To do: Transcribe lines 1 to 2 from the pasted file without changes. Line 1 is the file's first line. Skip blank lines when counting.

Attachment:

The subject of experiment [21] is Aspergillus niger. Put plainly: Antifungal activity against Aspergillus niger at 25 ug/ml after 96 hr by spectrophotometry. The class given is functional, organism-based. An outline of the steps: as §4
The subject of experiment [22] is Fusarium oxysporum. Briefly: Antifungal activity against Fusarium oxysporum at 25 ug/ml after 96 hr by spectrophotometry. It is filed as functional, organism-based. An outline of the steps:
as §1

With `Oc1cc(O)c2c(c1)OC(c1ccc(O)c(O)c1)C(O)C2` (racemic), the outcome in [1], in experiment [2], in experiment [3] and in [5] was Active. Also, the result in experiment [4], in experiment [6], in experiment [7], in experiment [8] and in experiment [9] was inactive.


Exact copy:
The subject of experiment [21] is Aspergillus niger. Put plainly: Antifungal activity against Aspergillus niger at 25 ug/ml after 96 hr by spectrophotometry. The class given is functional, organism-based. An outline of the steps: as §4
The subject of experiment [22] is Fusarium oxysporum. Briefly: Antifungal activity against Fusarium oxysporum at 25 ug/ml after 96 hr by spectrophotometry. It is filed as functional, organism-based. An outline of the steps: